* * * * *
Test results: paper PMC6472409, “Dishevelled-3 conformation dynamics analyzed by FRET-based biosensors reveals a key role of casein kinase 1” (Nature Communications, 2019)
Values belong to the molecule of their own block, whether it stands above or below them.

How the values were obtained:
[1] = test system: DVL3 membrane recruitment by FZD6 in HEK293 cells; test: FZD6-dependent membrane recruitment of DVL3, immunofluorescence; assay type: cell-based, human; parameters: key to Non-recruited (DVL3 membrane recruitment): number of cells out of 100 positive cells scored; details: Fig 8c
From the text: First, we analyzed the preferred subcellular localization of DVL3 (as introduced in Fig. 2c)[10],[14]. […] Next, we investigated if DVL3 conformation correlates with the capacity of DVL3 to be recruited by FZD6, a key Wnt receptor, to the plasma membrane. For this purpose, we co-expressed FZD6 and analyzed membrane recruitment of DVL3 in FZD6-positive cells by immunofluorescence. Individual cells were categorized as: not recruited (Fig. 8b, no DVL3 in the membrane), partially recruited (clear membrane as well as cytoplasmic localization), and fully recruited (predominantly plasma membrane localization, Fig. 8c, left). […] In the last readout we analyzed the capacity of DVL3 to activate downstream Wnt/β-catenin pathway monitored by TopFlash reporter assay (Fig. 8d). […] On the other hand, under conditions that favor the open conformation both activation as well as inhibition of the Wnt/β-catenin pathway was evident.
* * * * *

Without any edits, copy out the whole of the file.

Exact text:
Test results: paper PMC6472409, “Dishevelled-3 conformation dynamics analyzed by FRET-based biosensors reveals a key role of casein kinase 1” (Nature Communications, 2019)
Values belong to the molecule of their own block, whether it stands above or below them.

How the values were obtained:
[1] = test system: DVL3 membrane recruitment by FZD6 in HEK293 cells; test: FZD6-dependent membrane recruitment of DVL3, immunofluorescence; assay type: cell-based, human; parameters: key to Non-recruited (DVL3 membrane recruitment): number of cells out of 100 positive cells scored; details: Fig 8c
From the text: First, we analyzed the preferred subcellular localization of DVL3 (as introduced in Fig. 2c)[10],[14]. […] Next, we investigated if DVL3 conformation correlates with the capacity of DVL3 to be recruited by FZD6, a key Wnt receptor, to the plasma membrane. For this purpose, we co-expressed FZD6 and analyzed membrane recruitment of DVL3 in FZD6-positive cells by immunofluorescence. Individual cells were categorized as: not recruited (Fig. 8b, no DVL3 in the membrane), partially recruited (clear membrane as well as cytoplasmic localization), and fully recruited (predominantly plasma membrane localization, Fig. 8c, left). […] In the last readout we analyzed the capacity of DVL3 to activate downstream Wnt/β-catenin pathway monitored by TopFlash reporter assay (Fig. 8d). […] On the other hand, under conditions that favor the open conformation both activation as well as inhibition of the Wnt/β-catenin pathway was evident.